Once the starter has finished with the growth stage (usually 24 hrs to 36 hrs depending upon strain), I place the flask in cool storage (~12?C to 14?C) and then transfer it to a refrigerator until brew day.  On brew day, I decant the excess starter wort (try tasting it, it is usually pretty bad, or at least not what I want in my recipe), do my cell count, and measure out the starter slurry I want to pitch.  The rest will be used in the next starter.

I typically fill my fermenter and put it into my fermentation chamber to allow it to reach the temperature I want to pitch at.  Meanwhile, I take the wort I have used for measuring gravity and wort pH and add that to the yeast I will be pitching.  I shake this well and allow it to start activity.  By that time, usually around 4 hrs to 8 hrs after the fermenter has gone into the fermentation chamber, the flask has a good layer of krausen on top and I pitch it into my fermenter.

Bottom line, my suspicion is that the amount of Oxygen in your starter is most of the issue, but I've never done that to confirm the result.  When I bubble Oxygen through my fermenter before pitching my yeast, I only flow it for about 45 seconds.  I ask the rest in case I am missing something else which is critical.
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Offline Derek Toering

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Re: My yeast is stressed. Why?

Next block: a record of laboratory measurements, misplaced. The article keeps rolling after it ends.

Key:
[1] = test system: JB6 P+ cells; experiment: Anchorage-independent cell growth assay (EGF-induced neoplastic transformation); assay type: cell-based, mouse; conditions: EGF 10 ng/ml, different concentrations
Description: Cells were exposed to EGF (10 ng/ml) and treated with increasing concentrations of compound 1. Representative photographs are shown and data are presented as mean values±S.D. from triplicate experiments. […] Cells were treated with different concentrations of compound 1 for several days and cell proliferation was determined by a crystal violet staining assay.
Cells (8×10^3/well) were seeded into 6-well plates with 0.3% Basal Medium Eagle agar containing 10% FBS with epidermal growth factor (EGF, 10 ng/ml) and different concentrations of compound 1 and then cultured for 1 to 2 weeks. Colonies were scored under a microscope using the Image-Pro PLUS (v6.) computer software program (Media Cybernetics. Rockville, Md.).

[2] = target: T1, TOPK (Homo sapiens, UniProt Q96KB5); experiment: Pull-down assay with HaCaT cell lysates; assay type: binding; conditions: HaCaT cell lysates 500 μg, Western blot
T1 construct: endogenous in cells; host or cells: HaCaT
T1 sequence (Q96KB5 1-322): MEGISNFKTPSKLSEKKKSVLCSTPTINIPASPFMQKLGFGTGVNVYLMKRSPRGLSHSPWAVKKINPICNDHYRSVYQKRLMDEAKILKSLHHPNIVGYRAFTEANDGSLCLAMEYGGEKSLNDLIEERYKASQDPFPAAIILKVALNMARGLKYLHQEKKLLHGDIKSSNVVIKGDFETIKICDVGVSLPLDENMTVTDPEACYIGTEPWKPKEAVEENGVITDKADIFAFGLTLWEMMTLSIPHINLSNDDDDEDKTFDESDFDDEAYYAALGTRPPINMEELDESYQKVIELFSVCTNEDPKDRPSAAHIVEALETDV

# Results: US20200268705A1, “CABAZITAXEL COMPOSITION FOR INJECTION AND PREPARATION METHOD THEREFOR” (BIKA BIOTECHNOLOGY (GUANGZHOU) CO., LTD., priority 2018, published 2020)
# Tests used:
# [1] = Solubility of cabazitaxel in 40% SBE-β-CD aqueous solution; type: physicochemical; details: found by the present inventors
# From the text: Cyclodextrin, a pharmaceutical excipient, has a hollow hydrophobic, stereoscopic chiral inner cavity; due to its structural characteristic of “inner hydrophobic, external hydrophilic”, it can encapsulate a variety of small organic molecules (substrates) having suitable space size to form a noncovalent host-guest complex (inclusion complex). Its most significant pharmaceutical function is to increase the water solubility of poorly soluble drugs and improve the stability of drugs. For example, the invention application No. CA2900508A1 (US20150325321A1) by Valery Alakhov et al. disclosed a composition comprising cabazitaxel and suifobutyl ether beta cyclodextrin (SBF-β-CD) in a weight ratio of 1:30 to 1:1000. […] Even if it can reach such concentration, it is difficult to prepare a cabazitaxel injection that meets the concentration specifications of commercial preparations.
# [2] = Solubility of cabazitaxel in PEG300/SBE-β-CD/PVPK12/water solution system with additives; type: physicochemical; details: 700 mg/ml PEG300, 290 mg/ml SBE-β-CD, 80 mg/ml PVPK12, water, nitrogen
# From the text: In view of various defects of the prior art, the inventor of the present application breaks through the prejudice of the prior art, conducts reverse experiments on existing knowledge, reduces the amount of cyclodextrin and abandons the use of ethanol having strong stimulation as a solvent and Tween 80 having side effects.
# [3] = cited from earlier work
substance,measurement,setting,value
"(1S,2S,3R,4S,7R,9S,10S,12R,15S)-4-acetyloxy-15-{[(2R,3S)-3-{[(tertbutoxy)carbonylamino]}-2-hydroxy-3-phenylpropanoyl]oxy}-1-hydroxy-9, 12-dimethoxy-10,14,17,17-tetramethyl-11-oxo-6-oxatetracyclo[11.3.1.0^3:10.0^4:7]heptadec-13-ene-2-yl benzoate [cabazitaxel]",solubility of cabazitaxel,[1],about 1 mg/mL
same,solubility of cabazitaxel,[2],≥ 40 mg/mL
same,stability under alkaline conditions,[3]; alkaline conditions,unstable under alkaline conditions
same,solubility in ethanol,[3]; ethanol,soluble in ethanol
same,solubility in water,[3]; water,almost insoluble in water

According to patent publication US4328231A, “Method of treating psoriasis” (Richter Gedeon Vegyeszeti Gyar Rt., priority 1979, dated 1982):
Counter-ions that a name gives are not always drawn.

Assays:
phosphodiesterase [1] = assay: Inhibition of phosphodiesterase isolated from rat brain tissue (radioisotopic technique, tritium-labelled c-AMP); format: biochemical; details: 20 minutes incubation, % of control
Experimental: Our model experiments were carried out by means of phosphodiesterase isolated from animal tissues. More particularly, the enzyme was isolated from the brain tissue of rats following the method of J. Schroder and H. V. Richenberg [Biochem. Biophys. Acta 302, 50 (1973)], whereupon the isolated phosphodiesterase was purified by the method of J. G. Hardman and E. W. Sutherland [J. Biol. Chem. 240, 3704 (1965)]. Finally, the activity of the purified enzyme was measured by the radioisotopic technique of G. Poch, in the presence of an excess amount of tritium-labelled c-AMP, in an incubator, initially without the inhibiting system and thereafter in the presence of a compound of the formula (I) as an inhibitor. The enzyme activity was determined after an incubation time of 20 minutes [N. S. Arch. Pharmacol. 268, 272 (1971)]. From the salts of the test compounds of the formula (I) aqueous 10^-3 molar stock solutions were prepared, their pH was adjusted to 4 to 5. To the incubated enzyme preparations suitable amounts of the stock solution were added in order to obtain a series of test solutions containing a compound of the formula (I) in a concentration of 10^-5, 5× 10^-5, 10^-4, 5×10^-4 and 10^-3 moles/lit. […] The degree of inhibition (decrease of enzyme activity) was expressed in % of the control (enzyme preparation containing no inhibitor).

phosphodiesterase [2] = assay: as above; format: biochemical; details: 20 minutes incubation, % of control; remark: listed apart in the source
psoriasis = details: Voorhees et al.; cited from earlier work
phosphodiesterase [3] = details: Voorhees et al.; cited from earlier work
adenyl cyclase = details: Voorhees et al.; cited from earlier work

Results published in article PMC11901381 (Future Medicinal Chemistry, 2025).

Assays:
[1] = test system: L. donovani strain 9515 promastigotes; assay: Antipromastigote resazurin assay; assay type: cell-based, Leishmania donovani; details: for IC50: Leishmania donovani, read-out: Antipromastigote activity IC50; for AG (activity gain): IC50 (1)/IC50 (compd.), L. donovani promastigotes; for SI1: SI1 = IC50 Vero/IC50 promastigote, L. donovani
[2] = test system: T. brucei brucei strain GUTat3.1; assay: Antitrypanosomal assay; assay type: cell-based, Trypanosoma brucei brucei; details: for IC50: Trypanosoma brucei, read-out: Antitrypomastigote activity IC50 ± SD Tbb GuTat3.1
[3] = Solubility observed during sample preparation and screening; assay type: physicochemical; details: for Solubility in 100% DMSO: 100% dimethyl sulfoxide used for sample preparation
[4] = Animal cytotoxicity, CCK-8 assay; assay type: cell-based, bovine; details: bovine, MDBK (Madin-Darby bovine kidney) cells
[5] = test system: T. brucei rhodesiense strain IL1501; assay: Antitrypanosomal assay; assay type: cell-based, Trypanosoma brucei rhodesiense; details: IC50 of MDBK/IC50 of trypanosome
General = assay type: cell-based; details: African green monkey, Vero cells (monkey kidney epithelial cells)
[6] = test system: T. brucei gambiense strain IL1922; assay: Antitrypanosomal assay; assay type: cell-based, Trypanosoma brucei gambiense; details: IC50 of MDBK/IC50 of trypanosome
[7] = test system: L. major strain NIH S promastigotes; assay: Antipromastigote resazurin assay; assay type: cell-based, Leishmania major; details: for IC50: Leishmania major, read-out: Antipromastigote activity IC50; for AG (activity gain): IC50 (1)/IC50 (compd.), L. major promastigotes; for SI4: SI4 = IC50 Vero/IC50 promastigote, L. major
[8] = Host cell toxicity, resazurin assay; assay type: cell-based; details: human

« Reply #3 on: May 28, 2018, 02:23:10 AM »
Have just brewed again.  This time I pitched 2 packets of yeast into my 2L dme starter. Was on stir plate for 36 hours. I didn't chill starter to drop out yeast, but at room temp it dropped enough to decant half the liquid.  I just pitched the whole lot.

Have not gotten into yeast cell counts etc so will learn that.

I abandoned my inline oxygenator and bubbled diffusion stone for 3 minutes (34L batch)

Yeast activity seems fine after 1 day...but the proof will be in a week or so.  1056 yeast sitting on 19.4 degrees C now seems happy.

Will advise...   

Offline jomebrew

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Re: My yeast is stressed. Why?
« Reply #4 on: May 28, 2018, 11:51:39 AM »
I know you said you have temp control but I would look closely at fermentation temperature. In my experience, fermentation temperature is often the cause for solvent like flavors. 

However, solvent off flavor is a phenol and can come from sources such as chlorophenols.  Treating filtered water with campden or pre-boil and cool water before using.  Chloramines can't be removed by boiling though. 

Iodine or bleach sanitizer can also contribute to the flavor.  Good sanitation and rinse processes will eliminate this.  It is also critical to use sanitizers as directed.  I see so many people do this wrong.

Anecdotally, one homebrewer always used a regular green garden hose to for brew water.  He was adamant it had nothing to to with the plastic or chemically off flavor.  To prove me wrong he used a white potable water hose and the flavor went away.  He actually didn't realize it until he tasted two of his beers side by side. Very often we are immune to our own processes or "house" flavors.

Good luck and hope this brew is  to your taste!

Offline kimmysawi

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Re: My yeast is stressed. Why?
« Reply #5 on: July 04, 2018, 03:40:37 AM »
You process looks OK. I don't see any alarms there versus what others do.

Some things to look at: